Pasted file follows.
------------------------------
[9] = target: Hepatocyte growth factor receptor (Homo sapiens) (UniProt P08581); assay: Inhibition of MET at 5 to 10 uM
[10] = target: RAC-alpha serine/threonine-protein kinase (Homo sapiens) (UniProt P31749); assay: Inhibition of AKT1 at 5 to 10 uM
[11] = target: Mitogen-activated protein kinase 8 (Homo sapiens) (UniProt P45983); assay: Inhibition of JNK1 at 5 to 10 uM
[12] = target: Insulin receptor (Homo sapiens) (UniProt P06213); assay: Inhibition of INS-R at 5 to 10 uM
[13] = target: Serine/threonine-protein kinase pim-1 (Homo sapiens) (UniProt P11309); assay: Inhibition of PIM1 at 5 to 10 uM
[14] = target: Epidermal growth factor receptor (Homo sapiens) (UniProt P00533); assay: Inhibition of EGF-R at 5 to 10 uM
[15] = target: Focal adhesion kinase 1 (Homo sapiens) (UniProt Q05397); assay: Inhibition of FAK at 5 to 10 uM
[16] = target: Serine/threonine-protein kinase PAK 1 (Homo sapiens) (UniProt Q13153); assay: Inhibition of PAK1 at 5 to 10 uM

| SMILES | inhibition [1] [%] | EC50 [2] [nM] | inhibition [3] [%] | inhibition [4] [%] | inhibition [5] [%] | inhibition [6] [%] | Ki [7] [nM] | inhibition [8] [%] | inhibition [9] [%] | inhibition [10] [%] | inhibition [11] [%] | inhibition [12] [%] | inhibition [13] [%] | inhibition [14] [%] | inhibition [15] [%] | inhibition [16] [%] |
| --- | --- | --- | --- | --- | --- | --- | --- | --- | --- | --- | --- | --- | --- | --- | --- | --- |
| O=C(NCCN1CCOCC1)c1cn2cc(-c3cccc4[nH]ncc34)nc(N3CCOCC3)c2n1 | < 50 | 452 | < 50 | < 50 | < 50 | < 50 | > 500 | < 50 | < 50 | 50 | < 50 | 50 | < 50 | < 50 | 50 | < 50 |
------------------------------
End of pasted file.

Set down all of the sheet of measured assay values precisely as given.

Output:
[9] = target: Hepatocyte growth factor receptor (Homo sapiens) (UniProt P08581); assay: Inhibition of MET at 5 to 10 uM
[10] = target: RAC-alpha serine/threonine-protein kinase (Homo sapiens) (UniProt P31749); assay: Inhibition of AKT1 at 5 to 10 uM
[11] = target: Mitogen-activated protein kinase 8 (Homo sapiens) (UniProt P45983); assay: Inhibition of JNK1 at 5 to 10 uM
[12] = target: Insulin receptor (Homo sapiens) (UniProt P06213); assay: Inhibition of INS-R at 5 to 10 uM
[13] = target: Serine/threonine-protein kinase pim-1 (Homo sapiens) (UniProt P11309); assay: Inhibition of PIM1 at 5 to 10 uM
[14] = target: Epidermal growth factor receptor (Homo sapiens) (UniProt P00533); assay: Inhibition of EGF-R at 5 to 10 uM
[15] = target: Focal adhesion kinase 1 (Homo sapiens) (UniProt Q05397); assay: Inhibition of FAK at 5 to 10 uM
[16] = target: Serine/threonine-protein kinase PAK 1 (Homo sapiens) (UniProt Q13153); assay: Inhibition of PAK1 at 5 to 10 uM

| SMILES | inhibition [1] [%] | EC50 [2] [nM] | inhibition [3] [%] | inhibition [4] [%] | inhibition [5] [%] | inhibition [6] [%] | Ki [7] [nM] | inhibition [8] [%] | inhibition [9] [%] | inhibition [10] [%] | inhibition [11] [%] | inhibition [12] [%] | inhibition [13] [%] | inhibition [14] [%] | inhibition [15] [%] | inhibition [16] [%] |
| --- | --- | --- | --- | --- | --- | --- | --- | --- | --- | --- | --- | --- | --- | --- | --- | --- |
| O=C(NCCN1CCOCC1)c1cn2cc(-c3cccc4[nH]ncc34)nc(N3CCOCC3)c2n1 | < 50 | 452 | < 50 | < 50 | < 50 | < 50 | > 500 | < 50 | < 50 | 50 | < 50 | 50 | < 50 | < 50 | 50 | < 50 |